A nonprofit research organization based in Washington, D.C., estimates that in 2011 — the latest data available — $946.7 billion flowed out of developing countries in various illegal ways, including diversions by corrupt officials and businesses as well as through tax evasion, terrorist transfers and cash moved across borders in the suitcases of traffickers.
Furthermore, the organization, Global Financial Integrity, reports that the figure is a conservative estimate that cannot be considered totally comprehensive.
“US $947 billion is a tremendous amount of money to drain out of developing countries,” the research group said, adding that the money that is escaping outpaces funds coming into these countries in investments, debt forgiveness, exports of natural resources and remittances from citizens abroad, a major source of income in numerous nations. The World Bank’s most recent estimates of remittances find that their total worth is expected to reach $435 billion in 2014.
Global Financial Integrity reports that “illicit financial outflows from developing countries ultimately end up in banks in developed countries like the United States and United Kingdom, as well as tax havens like Switzerland, the Virgin Islands or Singapore.” This means that richer countries are the beneficiaries of many of the illegal movement of money, and should be considered part of the problem.
We welcome your comments on this article.. What are your thoughts?
Dulcie Leimbach is a co-founder of PassBlue. For PassBlue and other publications, she has reported from New York and overseas from West Africa (Burkina Faso and Mali) and from Europe (Scotland, Sicily, Vienna, Budapest, Kyiv, Armenia, Iceland and The Hague). She has provided commentary on the UN for BBC World Radio, ARD German TV and Radio, NHK’s English channel, Background Briefing with Ian Masters/KPFK Radio in Los Angeles and the Foreign Press Association.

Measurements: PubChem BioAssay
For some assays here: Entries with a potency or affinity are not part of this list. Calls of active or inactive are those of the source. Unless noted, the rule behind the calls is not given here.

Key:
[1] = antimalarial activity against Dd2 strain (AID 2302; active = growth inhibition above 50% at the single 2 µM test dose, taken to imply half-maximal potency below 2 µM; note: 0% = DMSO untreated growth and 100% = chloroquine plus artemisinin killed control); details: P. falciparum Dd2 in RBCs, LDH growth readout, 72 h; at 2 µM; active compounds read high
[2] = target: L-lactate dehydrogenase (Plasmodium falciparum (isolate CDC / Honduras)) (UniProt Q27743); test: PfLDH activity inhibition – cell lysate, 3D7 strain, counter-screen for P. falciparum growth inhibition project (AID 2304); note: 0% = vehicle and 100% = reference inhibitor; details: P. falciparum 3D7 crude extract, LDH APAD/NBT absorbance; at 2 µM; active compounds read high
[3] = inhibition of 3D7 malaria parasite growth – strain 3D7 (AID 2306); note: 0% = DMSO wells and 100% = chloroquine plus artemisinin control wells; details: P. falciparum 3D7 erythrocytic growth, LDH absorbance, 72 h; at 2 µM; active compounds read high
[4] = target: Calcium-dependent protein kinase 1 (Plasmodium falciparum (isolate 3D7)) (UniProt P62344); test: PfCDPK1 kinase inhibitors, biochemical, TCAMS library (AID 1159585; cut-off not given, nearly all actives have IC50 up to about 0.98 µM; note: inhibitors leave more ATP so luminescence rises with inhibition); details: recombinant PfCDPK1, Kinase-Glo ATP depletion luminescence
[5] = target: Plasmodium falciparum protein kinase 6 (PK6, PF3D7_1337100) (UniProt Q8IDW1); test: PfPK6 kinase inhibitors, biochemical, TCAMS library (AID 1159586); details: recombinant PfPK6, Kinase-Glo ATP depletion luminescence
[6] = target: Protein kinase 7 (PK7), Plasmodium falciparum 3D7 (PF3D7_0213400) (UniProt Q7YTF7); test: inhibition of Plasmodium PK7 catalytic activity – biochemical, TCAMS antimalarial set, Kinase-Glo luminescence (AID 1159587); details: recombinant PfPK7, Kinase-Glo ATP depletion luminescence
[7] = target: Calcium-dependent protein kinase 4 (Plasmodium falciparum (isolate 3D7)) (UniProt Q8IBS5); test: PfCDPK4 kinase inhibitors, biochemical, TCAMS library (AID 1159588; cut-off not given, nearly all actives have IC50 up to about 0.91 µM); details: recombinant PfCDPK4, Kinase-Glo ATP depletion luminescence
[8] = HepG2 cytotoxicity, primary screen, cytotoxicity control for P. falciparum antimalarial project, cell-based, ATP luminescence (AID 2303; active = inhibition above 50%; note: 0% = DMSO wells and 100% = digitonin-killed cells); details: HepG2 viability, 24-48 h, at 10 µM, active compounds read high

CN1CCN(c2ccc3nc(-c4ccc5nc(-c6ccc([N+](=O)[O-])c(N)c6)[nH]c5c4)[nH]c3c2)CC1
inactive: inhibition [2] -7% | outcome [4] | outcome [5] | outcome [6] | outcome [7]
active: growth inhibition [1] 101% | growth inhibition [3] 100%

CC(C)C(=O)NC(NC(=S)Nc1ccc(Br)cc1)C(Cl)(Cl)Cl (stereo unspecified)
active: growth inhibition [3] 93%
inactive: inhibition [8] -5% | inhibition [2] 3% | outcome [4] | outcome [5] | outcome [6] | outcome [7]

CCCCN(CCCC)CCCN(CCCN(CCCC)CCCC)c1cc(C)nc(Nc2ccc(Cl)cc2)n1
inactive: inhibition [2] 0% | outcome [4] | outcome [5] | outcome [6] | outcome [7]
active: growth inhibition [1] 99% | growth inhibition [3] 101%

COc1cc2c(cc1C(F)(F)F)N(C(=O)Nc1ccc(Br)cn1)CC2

Previously, she was an editor for the Coalition for the UN Convention Against Corruption; from 2008 to 2011, she was the publications director of the United Nations Association of the USA. Before UNA, Leimbach was an editor at The New York Times for more than 20 years, editing and writing for most sections of the paper, including the Magazine, Book Review and Op-Ed. She began her reporting career in small-town papers in San Diego, Calif., and near Boulder, Colo., graduating to the Rocky Mountain News in Denver and then working in New York at The Times. Leimbach has been a fellow at the CUNY Graduate Center’s Ralph Bunche Institute for International Studies as well as at Yaddo, the artists’ colony in Saratoga Springs, N.Y.; taught news reporting at Hofstra University; and guest-lectured at the Columbia University Graduate School of Journalism and the CUNY Journalism School. She graduated from the University of Colorado and has an M.F.A. in writing from Warren Wilson College in North Carolina. She lives in Brooklyn, N.Y.